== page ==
SLIDE 10: PREPARE FOR JERUSALEM
And in that journey toward the Commonwealth of God each of us needs to be prepared for our Jerusalem. Life is not a series of triumphs one after the other. God does not promise every day will be sunshine and roses. God does offer us faith, because we will all have to face our own Jerusalem complete with Garden of Gethsemane moments and crosses to bear. Preparing for Jerusalem is something every follower of Jesus must face.
SLIDE 11: STRUGGLES IN RELATIONSHIP
I don’t know all of the hardships and crises you will face. I do know that anyone who undertakes a significant relationship, marriage or friendship will experience trials, anger, frustration, even feelings of betrayal and abandonment. Remember the Jesus story, betrayed by one of his closest followers, abandoned by his friends when the going got rough. Anyone who is in significant relationship with people will experience emotional pain. And because of the reality of death, spouses, partners, friends all die. If we dare to love other people, we will know the pain of grief. So each of us needs to prepare for our Jerusalem.
SLIDE 12: ANXIETY & HEARTACHE OVER CHILDREN
I also know that anyone who becomes a parent, will know anxiety and heartache. It comes with the territory. We worry over our children, no matter how old they become. We worry, when they get sick, when they get in trouble, when they run up student loans, when they enter into relationships with other people. Will this person be good for them? How will it turn out, if there is a break up or a divorce? And if there are children of the relationship, how will they fare? So many reasons for anxiety and heartache. So each of us needs to prepare for our Jerusalem.
SLIDE 13: WORRIES ABOUT LIVELIHOOD
I also know in this current climate no job, employment, or career path is absolutely secure. At any time we can be given a pink slip, asked to clean out our desk, or have our livelihood disappear. Years of training and thousands of dollars in student debt can be for naught, when a whole sector of our economy becomes technologically obsolete, or it can be outsourced to some third world country. And often losing a job is accompanied by a tremendous sense of betrayal. After all the sacrifices we made for the company, the long hours, the devoted service, and then to be put out on the street. It just doesn’t seem fair. We need to prepare for our Jerusalem.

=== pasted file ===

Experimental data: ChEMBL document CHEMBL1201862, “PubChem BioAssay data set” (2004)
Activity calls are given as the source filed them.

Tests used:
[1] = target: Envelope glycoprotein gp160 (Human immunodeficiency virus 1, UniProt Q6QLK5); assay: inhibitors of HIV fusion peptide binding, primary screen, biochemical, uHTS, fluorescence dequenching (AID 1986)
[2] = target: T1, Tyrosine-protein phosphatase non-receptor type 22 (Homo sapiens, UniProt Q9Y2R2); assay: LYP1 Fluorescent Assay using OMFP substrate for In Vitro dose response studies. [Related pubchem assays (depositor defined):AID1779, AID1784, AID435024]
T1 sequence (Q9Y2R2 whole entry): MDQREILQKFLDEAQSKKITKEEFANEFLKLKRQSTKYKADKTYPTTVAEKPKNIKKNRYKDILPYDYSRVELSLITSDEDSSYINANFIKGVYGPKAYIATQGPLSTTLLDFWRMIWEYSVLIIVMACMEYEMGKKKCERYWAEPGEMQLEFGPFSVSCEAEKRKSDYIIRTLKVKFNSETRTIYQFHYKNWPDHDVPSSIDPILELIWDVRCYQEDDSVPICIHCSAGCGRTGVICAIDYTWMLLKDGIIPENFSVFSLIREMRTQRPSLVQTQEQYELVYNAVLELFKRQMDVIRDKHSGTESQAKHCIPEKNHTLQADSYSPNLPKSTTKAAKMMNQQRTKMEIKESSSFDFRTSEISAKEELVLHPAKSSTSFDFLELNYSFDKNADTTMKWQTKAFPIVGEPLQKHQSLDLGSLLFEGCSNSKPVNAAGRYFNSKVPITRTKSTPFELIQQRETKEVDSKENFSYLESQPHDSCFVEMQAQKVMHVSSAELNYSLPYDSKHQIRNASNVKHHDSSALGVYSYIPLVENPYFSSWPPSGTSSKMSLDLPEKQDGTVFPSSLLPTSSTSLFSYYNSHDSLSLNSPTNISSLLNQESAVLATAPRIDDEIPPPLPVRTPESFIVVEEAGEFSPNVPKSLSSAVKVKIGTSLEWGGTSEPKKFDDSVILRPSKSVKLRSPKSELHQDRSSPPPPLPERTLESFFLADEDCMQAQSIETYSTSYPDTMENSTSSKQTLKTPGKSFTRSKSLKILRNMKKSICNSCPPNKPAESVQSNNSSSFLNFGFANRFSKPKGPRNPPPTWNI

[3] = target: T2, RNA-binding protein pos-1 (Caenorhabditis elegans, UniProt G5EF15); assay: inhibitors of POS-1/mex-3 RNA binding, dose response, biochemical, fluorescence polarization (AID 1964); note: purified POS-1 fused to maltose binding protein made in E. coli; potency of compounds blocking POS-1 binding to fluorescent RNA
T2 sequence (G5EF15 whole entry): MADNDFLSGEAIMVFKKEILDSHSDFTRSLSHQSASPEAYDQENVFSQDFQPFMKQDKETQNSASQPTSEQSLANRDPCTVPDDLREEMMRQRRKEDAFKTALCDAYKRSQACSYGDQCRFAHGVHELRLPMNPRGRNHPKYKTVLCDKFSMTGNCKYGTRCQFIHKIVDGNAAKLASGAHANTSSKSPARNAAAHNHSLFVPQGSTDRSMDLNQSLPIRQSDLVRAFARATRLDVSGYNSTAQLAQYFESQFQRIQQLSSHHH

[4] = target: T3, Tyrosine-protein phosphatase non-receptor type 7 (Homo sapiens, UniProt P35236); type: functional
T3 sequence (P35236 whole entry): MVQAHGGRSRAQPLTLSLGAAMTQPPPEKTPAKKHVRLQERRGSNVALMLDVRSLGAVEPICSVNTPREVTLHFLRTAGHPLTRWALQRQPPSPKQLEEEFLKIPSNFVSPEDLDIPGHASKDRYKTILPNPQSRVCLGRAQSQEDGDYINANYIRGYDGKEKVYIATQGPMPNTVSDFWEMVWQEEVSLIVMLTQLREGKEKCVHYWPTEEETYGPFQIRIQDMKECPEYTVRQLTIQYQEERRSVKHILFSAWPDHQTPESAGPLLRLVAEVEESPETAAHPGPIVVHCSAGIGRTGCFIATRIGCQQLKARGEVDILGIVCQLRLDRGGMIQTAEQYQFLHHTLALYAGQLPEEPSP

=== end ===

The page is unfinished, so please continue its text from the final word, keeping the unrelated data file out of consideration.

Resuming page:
SLIDE 14: PROCESS OF DYING
Despite our best efforts to exercise, eat right and take care of our health all of us grow older every year. While we can pray for a peaceful death and indulge the fantasy that we will live to be ninety-five years old in perfect health, fall asleep in our rocking chair and never wake up, most of us will experience illness and some suffering as part of the process of dying. Our bodies betray us. Arthritis, cancer, diabetes, hardening of the arteries, hypertension, cataracts, dementia take your pick, most of us will experience one or more significant health challenges as we age. We need to prepare for our Jerusalem.
SLIDE 15: PRAYER
So how do we prepare to meet the spiritual challenges of our lives? Jesus was sustained by his relationship with God through prayer. Over and over in the gospels we read, “and Jesus spent the night in prayer.” Prayer is always advisable, but cultivating our spiritual lives can best begin before there is a crisis. And there is no better way to begin to learn to pray, than by cultivating gratitude. Every morning wake up and think of ten reasons you are thankful. If you can’t think of ten things for which to offer thanks, go back to bed and try getting up again. Get up on the other side of the bed. When we start our day by offering thanks, we give perspective to everything else that will happen in our day.
SLIDE 16: GOOD SPIRITUAL FRIENDS
We can also prepare for Jerusalem by finding good spiritual friends who will agree to pray with us and for us. Of course having friends who will pray with us and for us means we have to be willing to ask them to pray for us and share the spiritual challenges of our lives with them. For some of us that is way too much like being vulnerable, admitting to weakness. Learning to trust others to support us in our spiritual struggles is humbling. We can’t do it all by ourselves. Only when we are weak can the strength of friends help to see us through.
SLIDE 17: PRAYERFUL REVIEW
Practice prayerful review at the end of the day. What happened in your day? Where was God in your day. Were there moments of grace or miracles that shown through in your day. Prayerful review helps us learn to trust God’s presence in our lives. Bidden or unbidden God is always with us, we are just not aware of God’s presence most of the time. Prayerful review reinforces our awareness of God’s abiding grace. And when we learn to trust that God is with us always, we begin to be prepared for Jerusalem.